But the real crime of the mob was not loving the country which has given them a place to prosper in good times and succor in times of loss and distress. Many of them wore military-style camouflage clothing and Kevlar helmets and vests, but few of them actually served their country as soldiers. The "patriotic" slogans they shouted marked not only the death of irony, but the death of democracy itself. Like husbands who batter their wives and children, when they're caught they claim they love what they sought to destroy. Their protestations don't merely ring hollow, they are a mark of the system of oppression they represent.

Wednesday, Jan. 6, 2020, was Donald Trump's America writ large. On display was the inverse of the country we have always seen ourselves as, the country that told the rest of the world, "Give me your tired, your poor, your huddled masses yearning to breathe free, the wretched refuse of your teeming shore," and we will welcome them and give them warmth.

Donald Trump's Republican Party took those words and laughed at them and threw them in the trash. They will continue in their campaign of hate and destruction. If we let them, we won't have a country to love anymore, because they will have hated it out of existence. It's our choice.

Another scandal at West Point -- where secrecy comes before honor

There are two things you can be sure of when you read the words, "West Point honor scandal": It's always way bigger than they say, and it's never as simple as it appears. That's why the "scandal" announced at the U.S. Military Academy last week, after 73 freshman cadets were apparently caught cheating on a calculus exam in May, is almost certainly not what it seems.

This article first appeared in Salon.

Of the 73 plebes charged, 59 have admitted cheating on the test, four have resigned from the academy, two cases were dropped, and eight cadets have opted to face a formal hearing. West Point announced last week that 55 of the cadets charged in the scandal will be retained at the academy and enrolled in a rehabilitation program called the "willful admission process" whereby they will receive training in honor and be assigned officer-mentors who will monitor their progress.

None of this would be remarkable were it not for the fact that "West Point" and "honor" have been pretty much inseparable since the Academy's founding in 1802. The words of the cadet honor code, "A cadet will not lie, cheat, steal, or tolerate those who do," are engraved in a granite tablet cadets walk past every day on Thayer Road, the main street through the barracks area at West Point. The honor codes at the Air Force and Naval academies are based on West Point's code, and many prominent civilian colleges and universities founded their honor codes in imitation of West Point's.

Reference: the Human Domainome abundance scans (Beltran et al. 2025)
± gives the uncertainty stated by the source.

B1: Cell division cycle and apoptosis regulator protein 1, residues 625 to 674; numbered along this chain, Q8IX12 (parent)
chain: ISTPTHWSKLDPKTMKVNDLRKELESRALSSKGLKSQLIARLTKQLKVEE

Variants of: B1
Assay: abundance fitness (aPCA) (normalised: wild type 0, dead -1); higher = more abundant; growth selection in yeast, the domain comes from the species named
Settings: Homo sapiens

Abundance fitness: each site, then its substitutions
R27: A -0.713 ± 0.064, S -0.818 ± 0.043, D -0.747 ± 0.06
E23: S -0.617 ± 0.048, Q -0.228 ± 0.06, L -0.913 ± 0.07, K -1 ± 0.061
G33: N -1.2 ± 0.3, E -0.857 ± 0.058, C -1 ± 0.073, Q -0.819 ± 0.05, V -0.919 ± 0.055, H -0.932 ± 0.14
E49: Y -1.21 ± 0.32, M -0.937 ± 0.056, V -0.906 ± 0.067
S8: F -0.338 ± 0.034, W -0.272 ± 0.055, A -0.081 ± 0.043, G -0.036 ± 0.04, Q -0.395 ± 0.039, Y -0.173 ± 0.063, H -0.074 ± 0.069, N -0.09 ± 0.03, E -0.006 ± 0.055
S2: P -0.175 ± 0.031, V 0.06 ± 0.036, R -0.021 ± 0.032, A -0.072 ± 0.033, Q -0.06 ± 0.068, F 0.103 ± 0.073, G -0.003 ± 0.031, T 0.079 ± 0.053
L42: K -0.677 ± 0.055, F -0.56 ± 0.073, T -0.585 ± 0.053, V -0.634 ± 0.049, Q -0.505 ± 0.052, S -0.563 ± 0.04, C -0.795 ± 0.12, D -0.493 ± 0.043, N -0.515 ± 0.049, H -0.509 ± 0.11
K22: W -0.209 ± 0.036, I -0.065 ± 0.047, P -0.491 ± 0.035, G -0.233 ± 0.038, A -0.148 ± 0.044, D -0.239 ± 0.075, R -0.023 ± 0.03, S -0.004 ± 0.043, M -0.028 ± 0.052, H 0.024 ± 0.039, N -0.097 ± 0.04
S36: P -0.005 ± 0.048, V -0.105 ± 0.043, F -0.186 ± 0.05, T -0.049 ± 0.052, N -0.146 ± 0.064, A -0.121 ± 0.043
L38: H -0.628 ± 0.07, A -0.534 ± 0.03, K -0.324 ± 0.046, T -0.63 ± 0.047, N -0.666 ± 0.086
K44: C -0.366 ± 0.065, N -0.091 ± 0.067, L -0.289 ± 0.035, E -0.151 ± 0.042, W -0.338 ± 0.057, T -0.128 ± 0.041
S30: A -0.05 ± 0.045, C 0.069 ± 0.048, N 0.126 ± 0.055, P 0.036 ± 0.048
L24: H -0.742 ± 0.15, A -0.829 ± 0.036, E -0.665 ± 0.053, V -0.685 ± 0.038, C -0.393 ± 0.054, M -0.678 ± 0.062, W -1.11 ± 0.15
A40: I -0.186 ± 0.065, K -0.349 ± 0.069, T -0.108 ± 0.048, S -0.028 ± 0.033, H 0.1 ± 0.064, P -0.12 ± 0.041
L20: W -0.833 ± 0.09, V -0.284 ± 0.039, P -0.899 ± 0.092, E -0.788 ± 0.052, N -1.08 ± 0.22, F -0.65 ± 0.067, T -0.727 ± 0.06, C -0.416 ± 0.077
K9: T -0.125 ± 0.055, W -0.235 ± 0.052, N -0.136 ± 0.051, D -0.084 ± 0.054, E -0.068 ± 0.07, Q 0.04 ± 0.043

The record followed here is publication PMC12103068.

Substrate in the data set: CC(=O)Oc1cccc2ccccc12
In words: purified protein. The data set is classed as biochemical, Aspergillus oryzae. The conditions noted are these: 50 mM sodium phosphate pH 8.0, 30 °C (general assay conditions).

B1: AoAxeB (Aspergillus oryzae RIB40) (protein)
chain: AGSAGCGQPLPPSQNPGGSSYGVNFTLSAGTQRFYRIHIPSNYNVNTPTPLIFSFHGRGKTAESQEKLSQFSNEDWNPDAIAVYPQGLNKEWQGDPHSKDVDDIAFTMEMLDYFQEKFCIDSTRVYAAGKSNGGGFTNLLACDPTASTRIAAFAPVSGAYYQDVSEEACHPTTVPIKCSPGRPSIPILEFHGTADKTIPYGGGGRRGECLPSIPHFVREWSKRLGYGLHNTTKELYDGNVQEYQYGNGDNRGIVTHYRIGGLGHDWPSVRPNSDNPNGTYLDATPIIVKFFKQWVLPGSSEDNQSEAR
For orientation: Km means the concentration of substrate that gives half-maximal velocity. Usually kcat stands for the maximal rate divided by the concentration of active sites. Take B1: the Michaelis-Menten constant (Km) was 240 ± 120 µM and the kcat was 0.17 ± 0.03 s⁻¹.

So it's always a big deal when cracks appear in the granite upon which West Point claims to be founded. I say "always" because honor scandals have happened before. The first was in 1951, when more than 100 cadets were charged with cheating on an exam, 30 of them players on the football team. In that scandal, 90 cadets were found guilty and dismissed from West Point.

The next time the public discovered there had been a mass violation of the cadet honor code was in 1976, when about 200 cadets were charged with cheating on an electrical engineering exam taken by more than 800 juniors in the spring. Of that number, 134 cadets were found guilty and resigned from the academy. In a letter to the secretary of the Army, 10 military lawyers representing the accused cadets alleged that more than 300 cadets had cheated on the exam. Inequities and inconsistencies in the way cadets were charged and found guilty had led to the lower number who ended up being dismissed from the academy, the lawyers said.

But there had been another honor scandal a decade before that the academy successfully covered up and hid from the public. About 30 cadets in the class of 1968 were dismissed from the academy in 1965 for collaborating on an exam. Among them was the son of the chief of staff of the army, Gen. Harold K. Johnson, whom I had known in high school in Leavenworth, Kansas. Prior to going home that year for Christmas leave, cadets were told not to talk about the cheating scandal with their families or anyone else outside the academy. We were warned that if we talked, we faced expulsion from West Point. That's how West Point successfully covered up the scandal: by telling us, in effect, to lie about it.

I wrote a couple of stories in the Village Voice about how the honor code at West Point had been corrupted and was in danger of falling apart. When the 1976 cheating scandal happened, the secretary of the Army appointed a commission headed up by former astronaut (and West Point graduate) Frank Borman to study the problem. Also on the commission was retired Gen. Harold K. Johnson — the same general mentioned above — and the Episcopal bishop of Washington, D.C., John T. Walker.